- Rack shift
- Displacement of the tool datum line from the reference cylinder, made non-dimensional by dividing by the normal module. It is used to specify the tooth thickness.
- Measurement over pins
- Measurement of the distance taken over a pin positioned in a tooth space and a reference surface. The reference surface may be the reference axis of the gear, a datum surface or either one or two pins positioned in the tooth space or spaces opposite the first. This measurement is used to determine tooth thickness.
- Span measurement
- Measurement of the distance across several teeth in a normal plane. As long as the measuring device has parallel measuring surfaces that contact on an unmodified portion of the involute, the measurement wis along a line tangent to the base cylinder. It is used to determine tooth thickness.
- Modified addendum teeth
- Teeth of engaging gears, one or both of which have non-standard addendum.
- Full-depth teeth
- Teeth in which the working depth equals 2.000 divided by the normal diametral pitch.
- Stub teeth
- Teeth in which the working depth is less than 2.000 divided by the normal diametral pitch.
- Equal addendum teeth
- Teeth in which two engaging gears have equal addendums.
- Long and short-addendum teeth
- Teeth in which the addendums of two engaging gears are unequal.
Pitch is the distance between a point on one tooth and the corresponding point on an adjacent tooth. It is a dimension measured along a line or curve in the transverse, normal, or axial directions. The use of the single word pitch without qualification may be ambiguous, and for this reason it is preferable to use specific designations such as transverse circular pitch, normal base pitch, axial pitch.
- Circular pitch, p
- Arc distance along a specified pitch circle or pitch line between corresponding profiles of adjacent teeth.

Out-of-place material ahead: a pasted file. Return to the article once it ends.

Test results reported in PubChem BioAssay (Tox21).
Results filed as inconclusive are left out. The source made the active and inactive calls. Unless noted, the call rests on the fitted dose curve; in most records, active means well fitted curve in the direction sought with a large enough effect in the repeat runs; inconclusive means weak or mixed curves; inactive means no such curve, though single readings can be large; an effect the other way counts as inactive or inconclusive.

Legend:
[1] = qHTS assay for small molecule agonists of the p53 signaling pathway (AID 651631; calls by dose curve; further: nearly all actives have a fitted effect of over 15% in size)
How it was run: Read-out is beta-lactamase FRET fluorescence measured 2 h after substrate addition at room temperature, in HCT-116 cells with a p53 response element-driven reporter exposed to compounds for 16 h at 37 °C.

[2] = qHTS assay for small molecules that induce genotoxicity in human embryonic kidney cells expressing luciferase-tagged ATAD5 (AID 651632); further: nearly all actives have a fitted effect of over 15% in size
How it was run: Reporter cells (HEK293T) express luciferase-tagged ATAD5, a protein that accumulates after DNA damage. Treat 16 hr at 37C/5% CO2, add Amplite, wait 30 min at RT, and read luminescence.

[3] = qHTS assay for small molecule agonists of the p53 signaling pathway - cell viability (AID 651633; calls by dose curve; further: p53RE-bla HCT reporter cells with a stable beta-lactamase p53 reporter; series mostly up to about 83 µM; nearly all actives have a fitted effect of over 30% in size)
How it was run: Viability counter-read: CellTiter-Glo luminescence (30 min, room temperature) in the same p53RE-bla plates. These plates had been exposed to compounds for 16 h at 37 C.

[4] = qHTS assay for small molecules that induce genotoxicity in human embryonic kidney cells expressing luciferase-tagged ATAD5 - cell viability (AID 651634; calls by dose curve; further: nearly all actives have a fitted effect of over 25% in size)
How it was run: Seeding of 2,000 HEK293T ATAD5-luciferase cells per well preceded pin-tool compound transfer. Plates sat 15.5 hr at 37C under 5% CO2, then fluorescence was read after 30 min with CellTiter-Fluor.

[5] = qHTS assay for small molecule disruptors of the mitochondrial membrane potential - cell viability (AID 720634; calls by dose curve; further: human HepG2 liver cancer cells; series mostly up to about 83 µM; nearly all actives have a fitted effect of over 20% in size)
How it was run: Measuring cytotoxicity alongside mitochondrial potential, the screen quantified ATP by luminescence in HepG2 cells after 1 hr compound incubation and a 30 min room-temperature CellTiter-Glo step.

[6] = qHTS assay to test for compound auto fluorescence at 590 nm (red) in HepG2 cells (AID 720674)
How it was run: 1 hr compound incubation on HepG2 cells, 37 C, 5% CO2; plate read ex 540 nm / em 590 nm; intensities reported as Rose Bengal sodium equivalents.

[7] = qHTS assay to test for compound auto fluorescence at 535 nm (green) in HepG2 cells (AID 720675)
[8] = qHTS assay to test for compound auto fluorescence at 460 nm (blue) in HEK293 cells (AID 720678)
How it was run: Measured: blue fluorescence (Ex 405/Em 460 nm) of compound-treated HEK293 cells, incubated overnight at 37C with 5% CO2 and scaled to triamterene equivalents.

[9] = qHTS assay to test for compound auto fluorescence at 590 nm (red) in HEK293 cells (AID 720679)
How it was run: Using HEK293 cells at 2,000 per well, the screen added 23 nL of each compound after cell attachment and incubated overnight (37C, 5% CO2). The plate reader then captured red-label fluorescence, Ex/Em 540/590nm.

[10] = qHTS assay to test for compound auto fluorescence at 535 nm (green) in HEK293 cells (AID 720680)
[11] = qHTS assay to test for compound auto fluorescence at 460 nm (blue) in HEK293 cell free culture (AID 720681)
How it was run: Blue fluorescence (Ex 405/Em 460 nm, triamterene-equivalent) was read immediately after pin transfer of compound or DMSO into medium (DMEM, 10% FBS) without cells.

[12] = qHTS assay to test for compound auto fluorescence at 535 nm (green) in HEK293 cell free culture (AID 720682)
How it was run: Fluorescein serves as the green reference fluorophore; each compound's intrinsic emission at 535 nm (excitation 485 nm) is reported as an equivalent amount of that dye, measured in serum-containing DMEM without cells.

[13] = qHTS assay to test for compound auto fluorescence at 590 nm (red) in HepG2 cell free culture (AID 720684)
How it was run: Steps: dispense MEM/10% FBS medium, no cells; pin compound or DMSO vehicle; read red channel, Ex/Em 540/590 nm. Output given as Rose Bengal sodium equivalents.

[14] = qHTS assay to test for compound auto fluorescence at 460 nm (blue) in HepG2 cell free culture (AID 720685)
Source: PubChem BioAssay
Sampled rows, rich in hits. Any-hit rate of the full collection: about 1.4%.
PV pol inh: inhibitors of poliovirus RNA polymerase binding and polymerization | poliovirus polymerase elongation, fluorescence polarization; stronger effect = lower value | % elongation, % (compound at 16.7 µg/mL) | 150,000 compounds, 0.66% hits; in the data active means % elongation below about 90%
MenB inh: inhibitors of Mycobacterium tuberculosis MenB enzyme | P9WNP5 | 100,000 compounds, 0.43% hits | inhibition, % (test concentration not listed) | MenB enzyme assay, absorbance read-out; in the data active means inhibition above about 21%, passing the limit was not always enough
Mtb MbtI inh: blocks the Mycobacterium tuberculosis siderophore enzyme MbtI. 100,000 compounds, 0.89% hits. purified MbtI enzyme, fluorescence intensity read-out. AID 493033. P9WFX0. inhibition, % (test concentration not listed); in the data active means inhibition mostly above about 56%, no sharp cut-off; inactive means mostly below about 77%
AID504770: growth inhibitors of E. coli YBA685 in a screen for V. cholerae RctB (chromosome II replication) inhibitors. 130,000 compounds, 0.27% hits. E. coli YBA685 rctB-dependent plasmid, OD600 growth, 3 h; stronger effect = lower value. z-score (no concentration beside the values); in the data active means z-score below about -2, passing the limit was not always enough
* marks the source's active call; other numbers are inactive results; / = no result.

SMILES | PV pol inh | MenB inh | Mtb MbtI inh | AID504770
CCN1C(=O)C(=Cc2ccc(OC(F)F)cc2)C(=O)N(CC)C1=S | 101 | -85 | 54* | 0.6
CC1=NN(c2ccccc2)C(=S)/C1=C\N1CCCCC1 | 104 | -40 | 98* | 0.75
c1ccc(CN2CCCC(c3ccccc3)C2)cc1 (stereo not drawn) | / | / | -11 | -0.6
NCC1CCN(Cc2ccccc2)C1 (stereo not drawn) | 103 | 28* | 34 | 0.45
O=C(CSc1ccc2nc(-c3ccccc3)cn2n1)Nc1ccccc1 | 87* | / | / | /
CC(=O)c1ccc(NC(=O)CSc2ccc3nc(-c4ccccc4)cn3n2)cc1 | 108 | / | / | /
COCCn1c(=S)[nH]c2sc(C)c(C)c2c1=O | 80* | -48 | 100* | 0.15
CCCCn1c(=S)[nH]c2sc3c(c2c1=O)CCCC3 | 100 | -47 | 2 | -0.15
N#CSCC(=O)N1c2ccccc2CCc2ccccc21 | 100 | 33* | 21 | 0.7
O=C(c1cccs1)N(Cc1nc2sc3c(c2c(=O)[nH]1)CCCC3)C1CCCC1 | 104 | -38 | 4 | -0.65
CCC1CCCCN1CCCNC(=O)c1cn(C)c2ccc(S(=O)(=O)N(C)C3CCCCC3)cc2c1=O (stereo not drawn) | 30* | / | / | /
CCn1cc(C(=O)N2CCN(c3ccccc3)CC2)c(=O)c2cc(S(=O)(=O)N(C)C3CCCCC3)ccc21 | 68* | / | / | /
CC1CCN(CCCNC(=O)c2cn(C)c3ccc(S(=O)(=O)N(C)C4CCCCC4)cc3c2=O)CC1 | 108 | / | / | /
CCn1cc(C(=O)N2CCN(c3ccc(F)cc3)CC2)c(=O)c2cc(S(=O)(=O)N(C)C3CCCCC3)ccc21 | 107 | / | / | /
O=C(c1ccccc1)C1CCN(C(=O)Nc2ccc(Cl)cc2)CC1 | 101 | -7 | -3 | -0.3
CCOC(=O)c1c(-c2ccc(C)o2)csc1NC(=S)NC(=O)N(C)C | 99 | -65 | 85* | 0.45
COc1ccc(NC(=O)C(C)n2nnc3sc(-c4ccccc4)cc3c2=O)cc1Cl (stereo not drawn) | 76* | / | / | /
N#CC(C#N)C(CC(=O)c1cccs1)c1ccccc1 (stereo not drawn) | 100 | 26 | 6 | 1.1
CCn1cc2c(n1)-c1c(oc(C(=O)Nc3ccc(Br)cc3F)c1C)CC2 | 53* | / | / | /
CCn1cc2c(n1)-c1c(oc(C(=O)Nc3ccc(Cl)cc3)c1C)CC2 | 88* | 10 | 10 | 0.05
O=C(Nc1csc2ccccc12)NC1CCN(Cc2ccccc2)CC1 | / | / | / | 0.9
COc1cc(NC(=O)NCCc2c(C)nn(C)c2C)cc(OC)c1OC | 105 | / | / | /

- Transverse circular pitch, pt
- Circular pitch in the transverse plane.
- Normal circular pitch, pn, pe
- Circular pitch in the normal plane, and also the length of the arc along the normal pitch helix between helical teeth or threads.
- Axial pitch, px
- Linear pitch in an axial plane and in a pitch surface. In helical gears and worms, axial pitch has the same value at all diameters. In gearing of other types, axial pitch may be confined to the pitch surface and may be a circular measurement. The term axial pitch is preferred to the term linear pitch. The axial pitch of a helical worm and the circular pitch of its worm gear are the same.
- Normal base pitch, pN, pbn
- An involute helical gear is the base pitch in the normal plane. It is the normal distance between parallel helical involute surfaces on the plane of action in the normal plane, or is the length of arc on the normal base helix. It is a constant distance in any helical involute gear.
- Transverse base pitch, pb, pbt
- In an involute gear, the pitch is on the base circle or along the line of action. Corresponding sides of involute gear teeth are parallel curves, and the base pitch is the constant and fundamental distance between them along a common normal in a transverse plane.
- Diametral pitch (transverse), Pd
- Ratio of the number of teeth to the standard pitch diameter in inches.
- Normal diametral pitch, Pnd
- Value of diametral pitch in a normal plane of a helical gear or worm.
- Angular pitch, θN, τ
- Angle subtended by the circular pitch, usually expressed in radians.
- degrees or radians
Backlash is the error in motion that occurs when gears change direction. It exists because there is always some gap between the trailing face of the driving tooth and the leading face of the tooth behind it on the driven gear, and that gap must be closed before force can be transferred in the new direction. The term "backlash" can also be used to refer to the size of the gap, not just the phenomenon it causes; thus, one could speak of a pair of gears as having, for example, "0.1 mm of backlash." A pair of gears could be designed to have zero backlash, but this would presuppose perfection in manufacturing, uniform thermal expansion characteristics throughout the system, and no lubricant. Therefore, gear pairs are designed to have some backlash. It is usually provided by reducing the tooth thickness of each gear by half the desired gap distance. In the case of a large gear and a small pinion, however, the backlash is usually taken entirely off the gear and the pinion is given full sized teeth. Backlash can also be provided by moving the gears further apart. The backlash of a gear train equals the sum of the backlash of each pair of gears, so in long trains backlash can become a problem.
For situations that require precision, such as instrumentation and control, backlash can be minimised through one of several techniques. For instance, the gear can be split along a plane perpendicular to the axis, one half fixed to the shaft in the usual manner, the other half placed alongside it, free to rotate about the shaft, but with springs between the two halves providing relative torque between them, so that one achieves, in effect, a single gear with expanding teeth. Another method involves tapering the teeth in the axial direction and letting the gear slide in the axial direction to take up slack.